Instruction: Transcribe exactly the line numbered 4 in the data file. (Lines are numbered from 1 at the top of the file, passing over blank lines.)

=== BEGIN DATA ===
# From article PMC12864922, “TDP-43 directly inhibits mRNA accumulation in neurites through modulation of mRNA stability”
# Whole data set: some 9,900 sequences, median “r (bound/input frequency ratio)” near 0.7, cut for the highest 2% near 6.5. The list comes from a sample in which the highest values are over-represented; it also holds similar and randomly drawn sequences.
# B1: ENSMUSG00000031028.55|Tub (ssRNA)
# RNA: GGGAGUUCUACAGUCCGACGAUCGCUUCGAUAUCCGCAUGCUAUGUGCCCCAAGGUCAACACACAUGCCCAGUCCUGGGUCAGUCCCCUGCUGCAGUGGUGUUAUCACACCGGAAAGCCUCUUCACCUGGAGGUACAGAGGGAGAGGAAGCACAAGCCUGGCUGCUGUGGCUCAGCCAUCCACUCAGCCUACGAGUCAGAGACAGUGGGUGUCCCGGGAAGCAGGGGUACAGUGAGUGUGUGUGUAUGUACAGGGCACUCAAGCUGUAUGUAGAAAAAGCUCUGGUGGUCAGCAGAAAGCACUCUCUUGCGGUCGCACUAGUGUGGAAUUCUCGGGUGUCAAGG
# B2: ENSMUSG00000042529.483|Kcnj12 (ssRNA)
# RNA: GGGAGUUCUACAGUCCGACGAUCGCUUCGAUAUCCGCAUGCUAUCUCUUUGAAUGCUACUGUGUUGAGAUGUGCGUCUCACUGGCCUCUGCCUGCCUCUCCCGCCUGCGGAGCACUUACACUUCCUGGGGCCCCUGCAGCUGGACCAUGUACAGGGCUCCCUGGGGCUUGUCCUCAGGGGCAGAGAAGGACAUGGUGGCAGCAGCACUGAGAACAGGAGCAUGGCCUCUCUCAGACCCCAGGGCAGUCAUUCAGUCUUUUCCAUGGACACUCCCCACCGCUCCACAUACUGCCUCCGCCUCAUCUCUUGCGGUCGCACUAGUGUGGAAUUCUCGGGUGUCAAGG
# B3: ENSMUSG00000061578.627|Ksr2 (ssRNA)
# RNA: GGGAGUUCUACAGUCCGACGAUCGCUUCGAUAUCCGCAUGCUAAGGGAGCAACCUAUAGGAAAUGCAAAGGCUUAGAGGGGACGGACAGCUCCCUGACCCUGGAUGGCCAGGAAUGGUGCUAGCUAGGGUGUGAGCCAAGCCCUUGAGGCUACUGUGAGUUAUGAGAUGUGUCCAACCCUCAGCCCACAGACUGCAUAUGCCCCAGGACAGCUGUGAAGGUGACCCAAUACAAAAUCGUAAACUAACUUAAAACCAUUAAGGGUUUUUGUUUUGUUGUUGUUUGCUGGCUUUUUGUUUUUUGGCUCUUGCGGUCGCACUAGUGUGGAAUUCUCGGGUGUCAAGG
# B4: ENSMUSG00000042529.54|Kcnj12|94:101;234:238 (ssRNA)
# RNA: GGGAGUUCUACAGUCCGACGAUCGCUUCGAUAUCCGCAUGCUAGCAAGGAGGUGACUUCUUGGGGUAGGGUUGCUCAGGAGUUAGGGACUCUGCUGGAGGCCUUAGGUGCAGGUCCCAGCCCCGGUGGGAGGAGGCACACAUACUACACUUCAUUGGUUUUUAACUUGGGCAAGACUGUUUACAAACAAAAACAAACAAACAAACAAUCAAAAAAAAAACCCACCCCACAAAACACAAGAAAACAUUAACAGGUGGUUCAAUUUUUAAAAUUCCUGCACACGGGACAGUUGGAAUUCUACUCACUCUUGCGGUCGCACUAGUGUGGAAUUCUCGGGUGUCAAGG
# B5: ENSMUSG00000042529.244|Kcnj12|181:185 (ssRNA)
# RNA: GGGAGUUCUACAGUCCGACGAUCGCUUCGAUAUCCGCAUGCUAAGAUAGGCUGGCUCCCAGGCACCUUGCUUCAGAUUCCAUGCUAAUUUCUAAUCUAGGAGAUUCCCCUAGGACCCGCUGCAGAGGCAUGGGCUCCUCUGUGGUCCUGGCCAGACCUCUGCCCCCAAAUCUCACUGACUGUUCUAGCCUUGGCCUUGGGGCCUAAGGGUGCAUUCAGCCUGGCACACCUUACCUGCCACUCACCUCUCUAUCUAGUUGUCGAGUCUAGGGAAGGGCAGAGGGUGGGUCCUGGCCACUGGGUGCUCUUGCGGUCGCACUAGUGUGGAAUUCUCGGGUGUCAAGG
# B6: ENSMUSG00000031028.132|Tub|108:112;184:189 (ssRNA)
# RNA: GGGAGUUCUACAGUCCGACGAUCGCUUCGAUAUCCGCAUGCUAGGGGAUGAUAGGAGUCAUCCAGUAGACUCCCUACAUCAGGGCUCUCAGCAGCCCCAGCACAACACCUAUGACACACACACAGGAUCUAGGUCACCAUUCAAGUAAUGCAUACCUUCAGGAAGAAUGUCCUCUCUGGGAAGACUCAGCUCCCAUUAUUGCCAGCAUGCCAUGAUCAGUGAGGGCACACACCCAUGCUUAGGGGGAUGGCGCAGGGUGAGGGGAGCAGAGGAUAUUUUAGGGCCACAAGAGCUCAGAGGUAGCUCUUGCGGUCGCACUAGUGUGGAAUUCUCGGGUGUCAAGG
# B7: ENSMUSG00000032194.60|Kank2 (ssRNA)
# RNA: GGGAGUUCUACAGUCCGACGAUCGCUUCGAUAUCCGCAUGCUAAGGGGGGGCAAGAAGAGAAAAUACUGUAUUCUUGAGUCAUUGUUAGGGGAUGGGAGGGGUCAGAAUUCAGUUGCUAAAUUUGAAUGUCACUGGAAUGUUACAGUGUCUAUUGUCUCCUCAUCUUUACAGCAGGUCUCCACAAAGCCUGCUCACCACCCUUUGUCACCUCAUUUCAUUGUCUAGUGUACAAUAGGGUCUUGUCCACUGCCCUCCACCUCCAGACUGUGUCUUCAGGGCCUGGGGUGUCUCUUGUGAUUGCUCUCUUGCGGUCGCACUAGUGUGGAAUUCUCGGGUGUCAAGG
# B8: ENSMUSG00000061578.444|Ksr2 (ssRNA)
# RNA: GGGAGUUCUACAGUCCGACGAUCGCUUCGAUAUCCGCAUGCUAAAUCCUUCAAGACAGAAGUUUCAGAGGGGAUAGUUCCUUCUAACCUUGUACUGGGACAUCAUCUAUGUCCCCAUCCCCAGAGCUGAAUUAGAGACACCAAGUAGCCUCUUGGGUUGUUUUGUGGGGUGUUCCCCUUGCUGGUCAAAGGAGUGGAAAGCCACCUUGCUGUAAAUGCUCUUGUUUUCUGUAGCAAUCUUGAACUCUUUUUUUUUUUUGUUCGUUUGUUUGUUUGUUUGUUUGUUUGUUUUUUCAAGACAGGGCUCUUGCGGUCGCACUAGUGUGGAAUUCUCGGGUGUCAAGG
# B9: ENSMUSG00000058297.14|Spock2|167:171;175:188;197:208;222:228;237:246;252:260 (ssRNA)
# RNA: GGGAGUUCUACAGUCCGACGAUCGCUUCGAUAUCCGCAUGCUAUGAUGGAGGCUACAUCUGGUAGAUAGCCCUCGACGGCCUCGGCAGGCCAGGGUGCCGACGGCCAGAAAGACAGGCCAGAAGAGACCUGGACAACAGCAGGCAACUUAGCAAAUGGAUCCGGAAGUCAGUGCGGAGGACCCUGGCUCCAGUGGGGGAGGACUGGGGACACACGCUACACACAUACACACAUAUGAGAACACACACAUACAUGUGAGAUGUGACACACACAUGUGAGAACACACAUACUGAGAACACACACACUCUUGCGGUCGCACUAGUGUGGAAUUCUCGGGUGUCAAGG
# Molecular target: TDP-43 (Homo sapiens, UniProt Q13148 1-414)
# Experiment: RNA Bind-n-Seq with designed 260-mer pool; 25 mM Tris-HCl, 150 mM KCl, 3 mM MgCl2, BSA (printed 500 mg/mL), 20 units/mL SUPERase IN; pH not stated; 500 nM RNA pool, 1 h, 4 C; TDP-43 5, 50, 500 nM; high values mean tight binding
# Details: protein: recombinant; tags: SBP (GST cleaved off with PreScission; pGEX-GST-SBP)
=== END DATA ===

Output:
# RNA: GGGAGUUCUACAGUCCGACGAUCGCUUCGAUAUCCGCAUGCUAUGUGCCCCAAGGUCAACACACAUGCCCAGUCCUGGGUCAGUCCCCUGCUGCAGUGGUGUUAUCACACCGGAAAGCCUCUUCACCUGGAGGUACAGAGGGAGAGGAAGCACAAGCCUGGCUGCUGUGGCUCAGCCAUCCACUCAGCCUACGAGUCAGAGACAGUGGGUGUCCCGGGAAGCAGGGGUACAGUGAGUGUGUGUGUAUGUACAGGGCACUCAAGCUGUAUGUAGAAAAAGCUCUGGUGGUCAGCAGAAAGCACUCUCUUGCGGUCGCACUAGUGUGGAAUUCUCGGGUGUCAAGG